Le Temps des Cités, François Schuiten @ Bibliotheca Wittockiana

DSC00735iThe Bibliotheca Wittockiana is a small, atypical museum off the beaten path yet quite close to the centre of Brussels. Tucked away in a quite residential area just off the green lawns and calm lakes of Parc de Woluwe, built into the ground with raw concrete, wood and glass its prominent materials and covered by luscious greenery, it could easily be mistaken for an architect’s residence. That’s because it was purpose-built in 1983, when Michel Wittock, an affluent passionate bibliophile, decided he needed a place to house his astounding collection of books, manuscripts and autographs and share it with his friends and the public. The Wittockiana quickly became a reference point for bibliophiles, not least for its amazing binding collection, one of the most prestigious in the world, assembled by Michel Wittock personally, over sixty years. Such was its impact that Wittockiana was finally recognised as a museum in 2010 and as such, it became the only museum in the world devoted to the art and craft of bookbinding. DSC00744iBut the reason for our visit was not its principal collection. To celebrate the 30th anniversary of his most famous work, “Cités Obscures” (Cities of the Fantastic), comic book artist François Schuiten, one of Belgium’s most famous illustrators, donated to the Roi Baudouin Foundation the original drawings and blueprints for certain volumes of this series. Wittockiana, which is part of the Roi Baudoin Foundation network has been entrusted with the keep and welfare of the entirety of the Schuiten Fund. And because part of the deal of donating his work to the Foundation was that it is shared with the public, Wittockiana was quick to organize an exhibition to mark the occasion: ”Le Temps des Cités” tagged as a ”journey of discovery of the universe created by François Schuiten”, features works from three different series/periods:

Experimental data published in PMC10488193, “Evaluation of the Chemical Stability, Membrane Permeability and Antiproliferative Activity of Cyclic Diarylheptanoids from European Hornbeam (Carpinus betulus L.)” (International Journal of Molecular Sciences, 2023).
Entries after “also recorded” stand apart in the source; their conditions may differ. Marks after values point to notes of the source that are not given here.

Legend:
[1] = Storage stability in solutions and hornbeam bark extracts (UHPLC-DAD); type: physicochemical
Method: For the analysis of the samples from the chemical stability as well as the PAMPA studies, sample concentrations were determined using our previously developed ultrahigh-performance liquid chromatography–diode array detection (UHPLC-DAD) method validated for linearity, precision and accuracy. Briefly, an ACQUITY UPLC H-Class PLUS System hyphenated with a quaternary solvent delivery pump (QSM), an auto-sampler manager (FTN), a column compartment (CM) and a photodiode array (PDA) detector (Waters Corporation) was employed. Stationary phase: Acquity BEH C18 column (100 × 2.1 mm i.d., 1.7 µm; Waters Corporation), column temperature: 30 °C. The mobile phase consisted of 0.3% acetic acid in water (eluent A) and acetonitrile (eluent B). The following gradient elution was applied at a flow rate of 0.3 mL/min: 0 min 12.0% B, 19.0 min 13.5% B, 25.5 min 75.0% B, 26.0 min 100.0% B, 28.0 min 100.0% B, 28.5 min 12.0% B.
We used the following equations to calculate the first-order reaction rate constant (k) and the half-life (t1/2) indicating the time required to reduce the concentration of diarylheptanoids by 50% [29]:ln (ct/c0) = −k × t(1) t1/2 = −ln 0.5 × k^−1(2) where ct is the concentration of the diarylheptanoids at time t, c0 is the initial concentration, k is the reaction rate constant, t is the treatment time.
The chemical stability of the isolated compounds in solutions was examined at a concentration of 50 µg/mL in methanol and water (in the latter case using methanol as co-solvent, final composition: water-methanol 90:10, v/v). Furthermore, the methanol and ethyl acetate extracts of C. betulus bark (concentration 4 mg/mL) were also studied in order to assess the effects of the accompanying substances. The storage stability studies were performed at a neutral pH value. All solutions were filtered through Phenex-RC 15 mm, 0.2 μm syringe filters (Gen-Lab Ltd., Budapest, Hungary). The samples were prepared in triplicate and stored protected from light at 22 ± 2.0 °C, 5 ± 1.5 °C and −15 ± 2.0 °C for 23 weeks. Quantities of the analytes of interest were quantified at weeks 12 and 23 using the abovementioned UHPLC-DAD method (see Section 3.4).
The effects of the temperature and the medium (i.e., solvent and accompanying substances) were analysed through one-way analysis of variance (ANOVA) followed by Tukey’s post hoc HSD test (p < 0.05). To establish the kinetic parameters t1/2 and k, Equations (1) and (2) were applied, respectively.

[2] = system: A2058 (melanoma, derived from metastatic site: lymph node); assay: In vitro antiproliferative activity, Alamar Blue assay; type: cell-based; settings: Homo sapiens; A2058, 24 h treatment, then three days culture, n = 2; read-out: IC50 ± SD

Les Terres Creuses”, created partly with his brother Luc; ”Métamorphoses, in collaboration with Claude Renard, a teacher at St. Luc whom he met during his studies; and ”Les Cités Obscures”, his most famous work, created with his friend Benoît Peeters.DSC00711i

DSC00724iDSC00726iAlthough Schuiten’s entire work is a visual and intellectual delight, I find him at his best when his fascination with architecture (inescapable background: both his parents where architects) becomes more apparent – the buildings, towers and skyscrapers in his fantastic cities are just that: fantastic.

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The exhibition is complemented by the artist’s drawing table and objects that jumped out of Schuiten’s stories:

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DSC00737i DSC00715i DSC00712i DSC00717i DSC00720i DSC00727iPart of the permanent exhibits was also available for viewing. Some exquisite examples of bookbinding, notebooks and an antique, majestic armchair:

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And a large collection of stunning objects of desire – the most surprising of all: The Baby Rattles. Collected over thirty years from antique, junk shops and auctions from all over the world and donated by Michel Wittock’s cousin Idès Cammaert, this astonishing collection of about 500 rattles covers a period of forty centuries. Some are made by the most humble materials like wood, dried fruit or terracotta but most are of ornate metalwork, sometimes precious such as gold and silver, decorated with rubies, mother of pearl, ivory, coral or crystal. 

Far from being just children’s toys, the rattles were status quo symbols, indicating the family’s wealth; they were often used as dummies or teething rings; also used as lucky charms to protect babies against disease and sorcery. 

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Bibliotheca Wittockiana
23 rue de Bemelstraat,
Brussels

Le Temps des Cités, until 19 April 2014

Free exhibition

All images by Konstantinos Implikian, except last two images via Heritage KBF 

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29 thoughts on “Le Temps des Cités, François Schuiten @ Bibliotheca Wittockiana

  1. Ooh, we just came to know of this exhibition while looking for Schuiten’s works in the BD shops. His illustrations, especially for Les Cités Obscures, are fantastic and especially impressive when viewed on an enlarged scale. Definitely will be making our way to Bibliotheca Wittockiana sometime soon! We’ve yet to go to this part of Brussels, so this would be a great reason to venture over.